Periodontal Disease and Pregnancy
There is increasing evidence to support the relationship between maternal gingivitis/periodontitis and preterm low birth weight babies. Evidence also supports the fact that periodontal treatment results in a significant reduction in the rate of preterm delivery and an increase in birth weight.
Infants who survive preterm births face a higher risk of developing neurodevelopmental problems (cerebral palsy, blindness, deafness), respiratory problems (asthma, lower respiratory infections, bronchopulmonary dysphasia, chronic lung disease), behavioral problems (attention deficit hyperactivity disorder), learning problems, cardiovascular disease and metabolic abnormalities (obesity, type 2 diabetes mellitus). As a result, the obstetric complications not only are a significant health care expense (estimated at more than 5.5 billion annually), but also affect the well-being of the affected infants throughout life. (1)
The results of many studies show that maternal infection with periodontal pathogens has a deleterious effect on fetal growth and viability. These virulent periodontal bacteria can destroy tissue directly or indirectly. They destroy tissue indirectly by inciting the release of inflammatory mediators such as cytokines, interleukins, tissue necrosing factor alpha, C-reactive protein and others.
At first the body’s immune system tries to contain the inflammation to the local periodontal tissue. Due to the chroniChesapeake and virulence of the disease it eventually finds its way into the systemic circulation where the inflammatory mediators travel to other parts of the body.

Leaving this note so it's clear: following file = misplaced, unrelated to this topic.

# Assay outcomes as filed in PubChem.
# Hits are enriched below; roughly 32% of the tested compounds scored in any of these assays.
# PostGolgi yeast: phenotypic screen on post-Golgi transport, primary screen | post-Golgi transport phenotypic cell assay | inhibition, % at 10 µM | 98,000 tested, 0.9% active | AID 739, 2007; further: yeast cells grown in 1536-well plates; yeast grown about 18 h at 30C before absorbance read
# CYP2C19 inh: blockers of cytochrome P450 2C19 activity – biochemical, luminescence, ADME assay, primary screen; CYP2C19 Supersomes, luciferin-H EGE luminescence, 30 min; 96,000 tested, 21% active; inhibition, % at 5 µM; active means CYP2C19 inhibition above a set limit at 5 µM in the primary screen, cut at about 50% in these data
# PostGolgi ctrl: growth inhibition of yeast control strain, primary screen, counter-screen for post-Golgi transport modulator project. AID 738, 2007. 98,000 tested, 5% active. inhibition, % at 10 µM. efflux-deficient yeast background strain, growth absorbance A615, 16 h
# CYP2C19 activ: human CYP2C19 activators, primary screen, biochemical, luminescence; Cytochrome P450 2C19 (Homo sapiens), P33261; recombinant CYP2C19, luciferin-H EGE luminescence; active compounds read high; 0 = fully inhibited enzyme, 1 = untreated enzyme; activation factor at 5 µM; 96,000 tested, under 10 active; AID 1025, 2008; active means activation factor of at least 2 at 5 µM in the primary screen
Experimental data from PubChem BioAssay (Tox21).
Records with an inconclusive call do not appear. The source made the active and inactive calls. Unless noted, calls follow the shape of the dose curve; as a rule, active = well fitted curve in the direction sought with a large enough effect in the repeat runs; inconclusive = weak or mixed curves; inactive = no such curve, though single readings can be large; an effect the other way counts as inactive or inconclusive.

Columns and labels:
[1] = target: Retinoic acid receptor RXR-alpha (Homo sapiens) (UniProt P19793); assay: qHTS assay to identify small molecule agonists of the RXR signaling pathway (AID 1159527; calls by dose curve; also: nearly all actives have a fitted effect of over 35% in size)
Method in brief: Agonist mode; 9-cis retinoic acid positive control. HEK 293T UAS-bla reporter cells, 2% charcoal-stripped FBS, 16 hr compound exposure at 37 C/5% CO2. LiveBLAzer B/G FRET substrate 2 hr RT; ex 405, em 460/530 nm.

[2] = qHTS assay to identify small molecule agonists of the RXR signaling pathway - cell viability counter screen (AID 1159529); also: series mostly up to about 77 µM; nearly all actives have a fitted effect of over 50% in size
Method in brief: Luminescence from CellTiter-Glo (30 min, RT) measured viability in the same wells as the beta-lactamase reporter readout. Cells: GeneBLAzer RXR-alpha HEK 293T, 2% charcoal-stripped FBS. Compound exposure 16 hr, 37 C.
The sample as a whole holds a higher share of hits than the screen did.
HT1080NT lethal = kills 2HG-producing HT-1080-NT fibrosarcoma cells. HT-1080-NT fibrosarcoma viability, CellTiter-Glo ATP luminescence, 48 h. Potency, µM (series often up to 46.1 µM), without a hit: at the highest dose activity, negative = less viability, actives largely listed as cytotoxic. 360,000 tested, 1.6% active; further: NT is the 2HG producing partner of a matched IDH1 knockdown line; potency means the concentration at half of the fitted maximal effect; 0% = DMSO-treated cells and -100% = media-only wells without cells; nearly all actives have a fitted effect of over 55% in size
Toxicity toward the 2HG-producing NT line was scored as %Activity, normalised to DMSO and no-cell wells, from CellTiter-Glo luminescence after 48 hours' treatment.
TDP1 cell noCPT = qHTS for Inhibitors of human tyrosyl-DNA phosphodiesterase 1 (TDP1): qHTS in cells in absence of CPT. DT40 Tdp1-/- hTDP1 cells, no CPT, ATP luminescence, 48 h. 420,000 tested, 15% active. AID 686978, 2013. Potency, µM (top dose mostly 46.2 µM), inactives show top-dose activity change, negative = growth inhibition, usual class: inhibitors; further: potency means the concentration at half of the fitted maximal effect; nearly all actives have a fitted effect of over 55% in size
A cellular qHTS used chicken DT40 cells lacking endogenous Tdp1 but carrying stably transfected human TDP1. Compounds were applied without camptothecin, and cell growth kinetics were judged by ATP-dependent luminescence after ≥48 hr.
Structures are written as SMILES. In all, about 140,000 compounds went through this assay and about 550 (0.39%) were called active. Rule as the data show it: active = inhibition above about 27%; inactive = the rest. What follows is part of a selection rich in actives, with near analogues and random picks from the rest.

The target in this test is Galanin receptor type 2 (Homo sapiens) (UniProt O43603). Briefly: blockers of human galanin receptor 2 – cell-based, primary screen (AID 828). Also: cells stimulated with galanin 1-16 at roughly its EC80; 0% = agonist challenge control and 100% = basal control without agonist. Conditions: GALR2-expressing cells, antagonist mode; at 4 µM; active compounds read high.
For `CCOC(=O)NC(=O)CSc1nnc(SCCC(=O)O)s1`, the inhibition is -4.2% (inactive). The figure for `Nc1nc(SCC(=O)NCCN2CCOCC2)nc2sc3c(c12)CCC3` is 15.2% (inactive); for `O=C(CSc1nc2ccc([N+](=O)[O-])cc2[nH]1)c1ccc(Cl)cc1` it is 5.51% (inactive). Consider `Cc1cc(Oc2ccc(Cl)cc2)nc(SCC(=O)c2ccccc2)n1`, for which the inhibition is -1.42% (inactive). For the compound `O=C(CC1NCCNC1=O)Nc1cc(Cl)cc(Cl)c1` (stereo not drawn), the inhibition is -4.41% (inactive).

Ultimately the inflammatory mediators find their way to the placenta with the production of more cytokines. Placenta destruction now occurs. This placenta tissue damage will now compromise the normal exchange of nutrients between mother and child. Impaired fetal growth may now be the result.
The placenta damage and production of cytokines may also contribute to preterm rupture of the membranes and uterine contraction and lead to miscarriage or preterm delivery. (1)
Finally, periodontal bacteria and/or their virulence factors and inflammatory cytokines may cross the placenta and alter the fetal circulation. There, they may trigger a new set of fetal-host immune responses. The bacteria and virulence factors may gain access to various tissues and initiate local inflammatory response and consequently, structural damage to the fetal tissues and organ systems. Depending on the extent of this damage, the newborn may or may not survive. If newborns do survive they may possess deficiencies that may compromise their quality of life, even throughout adulthood. (1)
All studies to date show the beneficial effects of treating periodontal disease in pregnant women, usually in the second trimester of pregnancy. They also show that these treatments can be provided safely for both mother and child.
There is no evidence of a down-side to providing care to mothers, which suggests that such treatment may be beneficial for two. (1)
Much of the material for this discussion was gleaned from the following abstract. It is perhaps the most edifying and informational of all articles I have read on this subject. I pay my tribute to:
1. Yiorges A Bobetsis, DDS, PhD, Silvana P. Barras, DDS, PhD and Steven Offanbacher, DDS, PhD, MMSc- Exploring The Relationship between periodontal disease and pregnancy complications JADA, vol. 137. No suppl____ 2, 75-135
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